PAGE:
Graduate students showcase cutting-edge research at Pharmacy Research Day

Wednesday, May 9, 2018

Students presenting research posters at Pharmacy Researchy Day

Alzheimer’s, diabetes, hemophilia, pharmacist-administered vaccination, digital health applications – these are just a few of the topics explored at Waterloo Pharmacy’s second Pharmacy Research Day.

The annual event featured over 20 oral and poster presentations from pharmacy MSc and PhD students and graduate students from other departments in the Faculty of Science and the Faculty of Applied Health Sciences.

“Pharmacy Research Day is designed to generate conversations around our graduate students’ incredibly diverse work,” said Shawn Wettig, Associate Director of Graduate Studies and Research. “The event provides young researchers with the opportunity to present their findings to an engaged audience of faculty and peers from across campus.”

Donald WeaverThe day kicked off with a keynote presentation from Donald Weaver (right), a Director and Senior Scientist of the Krembil Research Institute. Weaver is trained as a physician and neurologist and teaches at the University of Toronto, and his presentation was called ‘Design and development of disease modifying drugs for Alzheimer’s dementia.’

There are 7.7 million new cases of Alzheimer’s disease a year worldwide and there is no cure. Weaver and his team use computer-aided drug design to target the potential causes of the disease. Two of the compounds designed by his lab have reached Phase III human clinical trials.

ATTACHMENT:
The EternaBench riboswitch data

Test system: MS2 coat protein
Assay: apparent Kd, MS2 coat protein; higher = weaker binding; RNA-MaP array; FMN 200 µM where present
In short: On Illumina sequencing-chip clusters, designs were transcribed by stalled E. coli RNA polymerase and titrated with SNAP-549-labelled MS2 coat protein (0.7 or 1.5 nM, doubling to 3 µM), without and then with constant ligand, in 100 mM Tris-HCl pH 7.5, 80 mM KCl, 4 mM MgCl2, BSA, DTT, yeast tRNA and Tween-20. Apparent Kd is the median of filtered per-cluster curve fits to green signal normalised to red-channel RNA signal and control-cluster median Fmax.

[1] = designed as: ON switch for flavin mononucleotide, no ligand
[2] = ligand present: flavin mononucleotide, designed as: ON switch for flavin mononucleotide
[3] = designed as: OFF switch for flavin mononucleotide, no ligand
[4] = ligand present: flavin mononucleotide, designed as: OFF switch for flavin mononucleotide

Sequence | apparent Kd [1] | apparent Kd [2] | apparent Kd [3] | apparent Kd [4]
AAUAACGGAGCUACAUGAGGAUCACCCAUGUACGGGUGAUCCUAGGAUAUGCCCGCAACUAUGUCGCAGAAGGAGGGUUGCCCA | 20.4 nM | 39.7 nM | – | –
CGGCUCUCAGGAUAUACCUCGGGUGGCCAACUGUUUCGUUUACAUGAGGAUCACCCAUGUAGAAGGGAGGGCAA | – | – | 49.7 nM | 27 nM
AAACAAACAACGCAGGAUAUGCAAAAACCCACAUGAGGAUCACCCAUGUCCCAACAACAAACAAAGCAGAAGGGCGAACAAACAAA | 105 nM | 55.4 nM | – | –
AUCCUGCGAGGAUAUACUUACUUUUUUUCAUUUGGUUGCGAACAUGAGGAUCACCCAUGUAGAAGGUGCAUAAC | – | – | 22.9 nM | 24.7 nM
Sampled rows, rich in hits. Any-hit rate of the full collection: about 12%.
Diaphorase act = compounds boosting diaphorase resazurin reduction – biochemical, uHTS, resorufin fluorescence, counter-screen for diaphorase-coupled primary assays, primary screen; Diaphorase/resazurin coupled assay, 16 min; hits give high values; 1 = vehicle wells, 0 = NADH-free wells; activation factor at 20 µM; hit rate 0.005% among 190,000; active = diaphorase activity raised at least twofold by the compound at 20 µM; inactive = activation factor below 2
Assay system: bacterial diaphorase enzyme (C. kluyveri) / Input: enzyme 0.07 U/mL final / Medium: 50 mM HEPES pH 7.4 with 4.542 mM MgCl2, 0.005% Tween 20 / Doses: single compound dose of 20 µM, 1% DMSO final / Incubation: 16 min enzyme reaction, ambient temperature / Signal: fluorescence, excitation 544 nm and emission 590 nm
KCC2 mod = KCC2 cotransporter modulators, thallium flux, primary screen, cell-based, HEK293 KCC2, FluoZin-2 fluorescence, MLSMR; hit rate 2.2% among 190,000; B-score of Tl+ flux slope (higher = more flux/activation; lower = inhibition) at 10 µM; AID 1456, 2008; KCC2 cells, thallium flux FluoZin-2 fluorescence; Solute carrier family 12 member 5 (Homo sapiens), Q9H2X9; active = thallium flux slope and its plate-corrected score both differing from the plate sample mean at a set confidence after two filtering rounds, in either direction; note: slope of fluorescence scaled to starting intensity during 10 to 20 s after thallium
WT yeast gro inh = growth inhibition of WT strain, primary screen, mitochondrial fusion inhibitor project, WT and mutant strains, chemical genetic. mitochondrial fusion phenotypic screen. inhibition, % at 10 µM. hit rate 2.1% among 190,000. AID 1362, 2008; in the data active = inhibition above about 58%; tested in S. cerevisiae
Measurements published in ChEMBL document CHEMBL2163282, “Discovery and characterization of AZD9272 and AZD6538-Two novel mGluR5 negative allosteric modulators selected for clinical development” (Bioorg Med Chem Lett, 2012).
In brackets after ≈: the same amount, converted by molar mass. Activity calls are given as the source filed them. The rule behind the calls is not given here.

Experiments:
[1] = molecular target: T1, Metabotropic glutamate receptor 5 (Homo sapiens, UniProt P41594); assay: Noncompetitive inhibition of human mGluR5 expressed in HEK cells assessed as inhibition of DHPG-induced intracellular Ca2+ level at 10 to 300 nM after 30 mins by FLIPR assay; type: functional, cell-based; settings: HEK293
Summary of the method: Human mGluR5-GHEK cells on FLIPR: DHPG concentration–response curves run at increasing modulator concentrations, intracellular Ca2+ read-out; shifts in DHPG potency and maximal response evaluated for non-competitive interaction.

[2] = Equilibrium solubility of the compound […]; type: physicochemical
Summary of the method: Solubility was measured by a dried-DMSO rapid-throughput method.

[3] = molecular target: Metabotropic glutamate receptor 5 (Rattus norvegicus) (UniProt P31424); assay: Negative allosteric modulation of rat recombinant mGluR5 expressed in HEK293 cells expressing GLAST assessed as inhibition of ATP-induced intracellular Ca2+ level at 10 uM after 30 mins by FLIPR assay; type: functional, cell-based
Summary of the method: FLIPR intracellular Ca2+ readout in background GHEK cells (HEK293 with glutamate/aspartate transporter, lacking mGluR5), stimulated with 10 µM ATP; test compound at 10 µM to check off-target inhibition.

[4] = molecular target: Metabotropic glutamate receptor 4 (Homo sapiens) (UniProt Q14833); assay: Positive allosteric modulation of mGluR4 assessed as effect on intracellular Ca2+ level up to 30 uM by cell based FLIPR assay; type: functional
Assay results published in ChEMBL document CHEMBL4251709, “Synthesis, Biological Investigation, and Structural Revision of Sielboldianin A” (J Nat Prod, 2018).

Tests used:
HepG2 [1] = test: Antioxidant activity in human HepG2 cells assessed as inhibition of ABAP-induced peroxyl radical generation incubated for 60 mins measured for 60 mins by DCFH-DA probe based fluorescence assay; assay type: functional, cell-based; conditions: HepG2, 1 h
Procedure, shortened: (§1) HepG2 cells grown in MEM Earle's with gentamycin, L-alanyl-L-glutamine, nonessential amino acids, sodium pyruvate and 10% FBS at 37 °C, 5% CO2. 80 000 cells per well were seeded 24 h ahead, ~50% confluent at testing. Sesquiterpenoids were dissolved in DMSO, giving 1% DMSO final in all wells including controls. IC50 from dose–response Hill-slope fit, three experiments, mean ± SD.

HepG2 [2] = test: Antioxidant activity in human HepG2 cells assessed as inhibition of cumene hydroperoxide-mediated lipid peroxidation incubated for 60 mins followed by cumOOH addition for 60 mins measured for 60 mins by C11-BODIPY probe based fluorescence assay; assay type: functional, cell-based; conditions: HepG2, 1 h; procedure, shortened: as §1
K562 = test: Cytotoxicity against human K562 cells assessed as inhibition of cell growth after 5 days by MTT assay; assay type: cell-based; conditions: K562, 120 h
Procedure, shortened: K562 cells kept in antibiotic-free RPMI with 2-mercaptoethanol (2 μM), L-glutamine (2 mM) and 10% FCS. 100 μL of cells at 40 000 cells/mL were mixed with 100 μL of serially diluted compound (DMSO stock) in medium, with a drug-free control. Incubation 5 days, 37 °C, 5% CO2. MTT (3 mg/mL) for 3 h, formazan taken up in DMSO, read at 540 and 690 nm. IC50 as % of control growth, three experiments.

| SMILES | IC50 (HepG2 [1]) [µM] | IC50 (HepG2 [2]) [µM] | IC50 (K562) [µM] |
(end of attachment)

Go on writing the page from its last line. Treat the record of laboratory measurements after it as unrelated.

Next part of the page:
Weaver also offered insight from his career as an entrepreneur and co-founder of eight start-up biotech companies. In a time when drug development funding is hard to come by, he encouraged participants to explore patenting and starting companies as a means of translating research into action. Failure, he assured the audience, is an inevitable part of the drug discovery process: it is essential to avoid being discouraged and to move on and try new approaches.

“Even though there’ve been lots of failures in the area of Alzheimer’s drug development,” Weaver said, “I’d like to think that what we’ve achieved is memorable, and that it will lead to something in the not too distant future.”

Amna El ShatshatThe oral presentations that followed Weaver’s keynote demonstrated the breadth of research undertaken at Waterloo Pharmacy. Like Weaver, some students examined Alzheimer treatment design: MSc candidate Amna El Shatshat (left) discussed the impact that polyunsaturated fats have on plaques that form in the brain and are a potential contributor to Alzheimer’s. Other students tackled quantitative research like PhD candidate Kate Mercer who examined how research changes when undertaken by multi-disciplinary teams that include patients. 

Three of the ten oral presentations demonstrated how pharmacokinetics – a field that use math models to determine how drugs are absorbed, distributed, metabolized, and excreted from the body – can improve dosing decisions for various medications. The oral presentations were followed by a poster session where student researchers had the opportunity to share and discuss their work with the audience.

Amy Phan presenting her research to two graduate students“The sheer variety in topics addressed demonstrate the well-roundedness of both our faculty and our students,” says Wettig. “Pharmacy Research Day helps spark conversations that cross disciplines, and gives us all a sense of the varied and impressive accomplishments of our graduate students.

This event was made possible by the generous support of Fresenius Kabi and Sanofi Pasteur.

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